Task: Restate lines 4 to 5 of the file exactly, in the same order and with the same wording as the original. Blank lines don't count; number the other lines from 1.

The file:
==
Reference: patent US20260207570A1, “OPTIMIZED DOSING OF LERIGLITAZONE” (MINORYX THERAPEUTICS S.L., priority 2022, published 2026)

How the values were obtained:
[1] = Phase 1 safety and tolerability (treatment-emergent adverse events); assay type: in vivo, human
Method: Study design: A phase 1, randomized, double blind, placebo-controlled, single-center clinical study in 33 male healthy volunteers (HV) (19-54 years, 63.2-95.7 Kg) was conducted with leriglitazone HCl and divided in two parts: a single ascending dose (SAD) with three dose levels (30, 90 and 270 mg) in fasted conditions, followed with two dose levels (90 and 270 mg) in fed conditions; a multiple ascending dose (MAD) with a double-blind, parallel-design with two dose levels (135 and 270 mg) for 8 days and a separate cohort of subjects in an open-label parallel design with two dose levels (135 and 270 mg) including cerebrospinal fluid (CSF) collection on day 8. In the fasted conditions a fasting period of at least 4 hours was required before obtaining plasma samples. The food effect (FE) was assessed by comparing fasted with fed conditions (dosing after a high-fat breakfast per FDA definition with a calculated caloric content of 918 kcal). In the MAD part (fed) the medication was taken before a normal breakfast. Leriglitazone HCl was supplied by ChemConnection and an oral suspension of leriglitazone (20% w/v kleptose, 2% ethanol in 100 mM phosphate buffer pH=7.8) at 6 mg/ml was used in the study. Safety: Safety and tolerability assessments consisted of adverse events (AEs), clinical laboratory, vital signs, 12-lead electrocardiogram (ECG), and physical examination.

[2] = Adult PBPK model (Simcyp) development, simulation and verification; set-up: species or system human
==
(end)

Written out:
Method: Study design: A phase 1, randomized, double blind, placebo-controlled, single-center clinical study in 33 male healthy volunteers (HV) (19-54 years, 63.2-95.7 Kg) was conducted with leriglitazone HCl and divided in two parts: a single ascending dose (SAD) with three dose levels (30, 90 and 270 mg) in fasted conditions, followed with two dose levels (90 and 270 mg) in fed conditions; a multiple ascending dose (MAD) with a double-blind, parallel-design with two dose levels (135 and 270 mg) for 8 days and a separate cohort of subjects in an open-label parallel design with two dose levels (135 and 270 mg) including cerebrospinal fluid (CSF) collection on day 8. In the fasted conditions a fasting period of at least 4 hours was required before obtaining plasma samples. The food effect (FE) was assessed by comparing fasted with fed conditions (dosing after a high-fat breakfast per FDA definition with a calculated caloric content of 918 kcal). In the MAD part (fed) the medication was taken before a normal breakfast. Leriglitazone HCl was supplied by ChemConnection and an oral suspension of leriglitazone (20% w/v kleptose, 2% ethanol in 100 mM phosphate buffer pH=7.8) at 6 mg/ml was used in the study. Safety: Safety and tolerability assessments consisted of adverse events (AEs), clinical laboratory, vital signs, 12-lead electrocardiogram (ECG), and physical examination.

[2] = Adult PBPK model (Simcyp) development, simulation and verification; set-up: species or system human